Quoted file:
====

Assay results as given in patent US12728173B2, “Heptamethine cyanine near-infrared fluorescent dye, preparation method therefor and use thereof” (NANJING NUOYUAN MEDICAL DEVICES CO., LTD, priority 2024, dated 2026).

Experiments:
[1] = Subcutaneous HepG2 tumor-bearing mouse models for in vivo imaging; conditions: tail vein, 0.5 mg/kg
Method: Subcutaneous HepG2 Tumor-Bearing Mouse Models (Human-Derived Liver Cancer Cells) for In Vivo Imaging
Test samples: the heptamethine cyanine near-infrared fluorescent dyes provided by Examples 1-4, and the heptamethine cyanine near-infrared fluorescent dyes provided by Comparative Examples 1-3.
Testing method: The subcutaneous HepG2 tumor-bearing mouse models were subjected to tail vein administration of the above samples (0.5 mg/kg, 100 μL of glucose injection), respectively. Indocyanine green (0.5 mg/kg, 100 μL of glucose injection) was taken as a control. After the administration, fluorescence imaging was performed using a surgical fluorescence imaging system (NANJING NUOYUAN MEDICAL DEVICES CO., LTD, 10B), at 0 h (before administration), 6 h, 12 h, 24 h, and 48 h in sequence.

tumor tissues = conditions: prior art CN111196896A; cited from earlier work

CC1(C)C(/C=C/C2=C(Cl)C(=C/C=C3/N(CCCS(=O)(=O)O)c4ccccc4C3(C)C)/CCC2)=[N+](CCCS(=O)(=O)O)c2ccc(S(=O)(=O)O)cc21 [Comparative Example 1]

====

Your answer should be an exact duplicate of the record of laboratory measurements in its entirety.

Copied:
Assay results as given in patent US12728173B2, “Heptamethine cyanine near-infrared fluorescent dye, preparation method therefor and use thereof” (NANJING NUOYUAN MEDICAL DEVICES CO., LTD, priority 2024, dated 2026).

Experiments:
[1] = Subcutaneous HepG2 tumor-bearing mouse models for in vivo imaging; conditions: tail vein, 0.5 mg/kg
Method: Subcutaneous HepG2 Tumor-Bearing Mouse Models (Human-Derived Liver Cancer Cells) for In Vivo Imaging
Test samples: the heptamethine cyanine near-infrared fluorescent dyes provided by Examples 1-4, and the heptamethine cyanine near-infrared fluorescent dyes provided by Comparative Examples 1-3.
Testing method: The subcutaneous HepG2 tumor-bearing mouse models were subjected to tail vein administration of the above samples (0.5 mg/kg, 100 μL of glucose injection), respectively. Indocyanine green (0.5 mg/kg, 100 μL of glucose injection) was taken as a control. After the administration, fluorescence imaging was performed using a surgical fluorescence imaging system (NANJING NUOYUAN MEDICAL DEVICES CO., LTD, 10B), at 0 h (before administration), 6 h, 12 h, 24 h, and 48 h in sequence.

tumor tissues = conditions: prior art CN111196896A; cited from earlier work

CC1(C)C(/C=C/C2=C(Cl)C(=C/C=C3/N(CCCS(=O)(=O)O)c4ccccc4C3(C)C)/CCC2)=[N+](CCCS(=O)(=O)O)c2ccc(S(=O)(=O)O)cc21 [Comparative Example 1]